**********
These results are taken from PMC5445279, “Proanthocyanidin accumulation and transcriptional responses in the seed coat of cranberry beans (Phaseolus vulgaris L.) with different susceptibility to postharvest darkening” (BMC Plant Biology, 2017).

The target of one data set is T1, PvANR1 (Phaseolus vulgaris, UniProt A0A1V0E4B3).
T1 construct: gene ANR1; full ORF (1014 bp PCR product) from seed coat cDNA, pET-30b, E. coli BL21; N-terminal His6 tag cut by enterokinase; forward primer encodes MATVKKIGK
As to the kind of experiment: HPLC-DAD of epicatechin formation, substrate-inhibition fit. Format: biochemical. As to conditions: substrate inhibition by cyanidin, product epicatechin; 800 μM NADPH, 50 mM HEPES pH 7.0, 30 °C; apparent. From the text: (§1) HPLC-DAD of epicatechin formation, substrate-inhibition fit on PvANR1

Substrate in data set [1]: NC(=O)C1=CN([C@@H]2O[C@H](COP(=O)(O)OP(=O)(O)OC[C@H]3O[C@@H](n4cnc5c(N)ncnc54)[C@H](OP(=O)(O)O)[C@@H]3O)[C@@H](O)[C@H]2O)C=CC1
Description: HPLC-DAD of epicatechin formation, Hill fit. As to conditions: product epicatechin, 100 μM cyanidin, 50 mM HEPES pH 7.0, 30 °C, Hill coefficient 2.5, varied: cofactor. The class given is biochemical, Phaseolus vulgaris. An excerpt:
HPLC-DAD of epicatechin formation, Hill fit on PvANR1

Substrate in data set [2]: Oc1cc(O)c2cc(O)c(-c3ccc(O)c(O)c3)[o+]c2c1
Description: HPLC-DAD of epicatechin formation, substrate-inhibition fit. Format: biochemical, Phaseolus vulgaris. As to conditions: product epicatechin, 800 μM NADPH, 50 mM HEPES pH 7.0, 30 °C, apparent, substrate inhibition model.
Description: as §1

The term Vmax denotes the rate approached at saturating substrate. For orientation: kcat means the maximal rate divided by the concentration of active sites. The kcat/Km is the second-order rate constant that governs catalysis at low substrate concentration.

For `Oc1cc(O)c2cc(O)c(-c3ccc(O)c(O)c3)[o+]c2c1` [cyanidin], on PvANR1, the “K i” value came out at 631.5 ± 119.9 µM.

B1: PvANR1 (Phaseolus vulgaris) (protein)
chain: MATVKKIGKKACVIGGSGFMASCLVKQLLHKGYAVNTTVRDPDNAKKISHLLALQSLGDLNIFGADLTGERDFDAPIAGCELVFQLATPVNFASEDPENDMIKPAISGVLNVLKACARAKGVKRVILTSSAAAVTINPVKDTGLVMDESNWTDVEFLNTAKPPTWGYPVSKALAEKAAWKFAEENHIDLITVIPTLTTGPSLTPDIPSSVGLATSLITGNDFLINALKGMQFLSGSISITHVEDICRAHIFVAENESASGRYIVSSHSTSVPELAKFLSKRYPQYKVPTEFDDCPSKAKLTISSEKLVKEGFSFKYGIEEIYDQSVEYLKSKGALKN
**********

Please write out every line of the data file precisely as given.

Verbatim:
These results are taken from PMC5445279, “Proanthocyanidin accumulation and transcriptional responses in the seed coat of cranberry beans (Phaseolus vulgaris L.) with different susceptibility to postharvest darkening” (BMC Plant Biology, 2017).

The target of one data set is T1, PvANR1 (Phaseolus vulgaris, UniProt A0A1V0E4B3).
T1 construct: gene ANR1; full ORF (1014 bp PCR product) from seed coat cDNA, pET-30b, E. coli BL21; N-terminal His6 tag cut by enterokinase; forward primer encodes MATVKKIGK
As to the kind of experiment: HPLC-DAD of epicatechin formation, substrate-inhibition fit. Format: biochemical. As to conditions: substrate inhibition by cyanidin, product epicatechin; 800 μM NADPH, 50 mM HEPES pH 7.0, 30 °C; apparent. From the text: (§1) HPLC-DAD of epicatechin formation, substrate-inhibition fit on PvANR1

Substrate in data set [1]: NC(=O)C1=CN([C@@H]2O[C@H](COP(=O)(O)OP(=O)(O)OC[C@H]3O[C@@H](n4cnc5c(N)ncnc54)[C@H](OP(=O)(O)O)[C@@H]3O)[C@@H](O)[C@H]2O)C=CC1
Description: HPLC-DAD of epicatechin formation, Hill fit. As to conditions: product epicatechin, 100 μM cyanidin, 50 mM HEPES pH 7.0, 30 °C, Hill coefficient 2.5, varied: cofactor. The class given is biochemical, Phaseolus vulgaris. An excerpt:
HPLC-DAD of epicatechin formation, Hill fit on PvANR1

Substrate in data set [2]: Oc1cc(O)c2cc(O)c(-c3ccc(O)c(O)c3)[o+]c2c1
Description: HPLC-DAD of epicatechin formation, substrate-inhibition fit. Format: biochemical, Phaseolus vulgaris. As to conditions: product epicatechin, 800 μM NADPH, 50 mM HEPES pH 7.0, 30 °C, apparent, substrate inhibition model.
Description: as §1

The term Vmax denotes the rate approached at saturating substrate. For orientation: kcat means the maximal rate divided by the concentration of active sites. The kcat/Km is the second-order rate constant that governs catalysis at low substrate concentration.

For `Oc1cc(O)c2cc(O)c(-c3ccc(O)c(O)c3)[o+]c2c1` [cyanidin], on PvANR1, the “K i” value came out at 631.5 ± 119.9 µM.

B1: PvANR1 (Phaseolus vulgaris) (protein)
chain: MATVKKIGKKACVIGGSGFMASCLVKQLLHKGYAVNTTVRDPDNAKKISHLLALQSLGDLNIFGADLTGERDFDAPIAGCELVFQLATPVNFASEDPENDMIKPAISGVLNVLKACARAKGVKRVILTSSAAAVTINPVKDTGLVMDESNWTDVEFLNTAKPPTWGYPVSKALAEKAAWKFAEENHIDLITVIPTLTTGPSLTPDIPSSVGLATSLITGNDFLINALKGMQFLSGSISITHVEDICRAHIFVAENESASGRYIVSSHSTSVPELAKFLSKRYPQYKVPTEFDDCPSKAKLTISSEKLVKEGFSFKYGIEEIYDQSVEYLKSKGALKN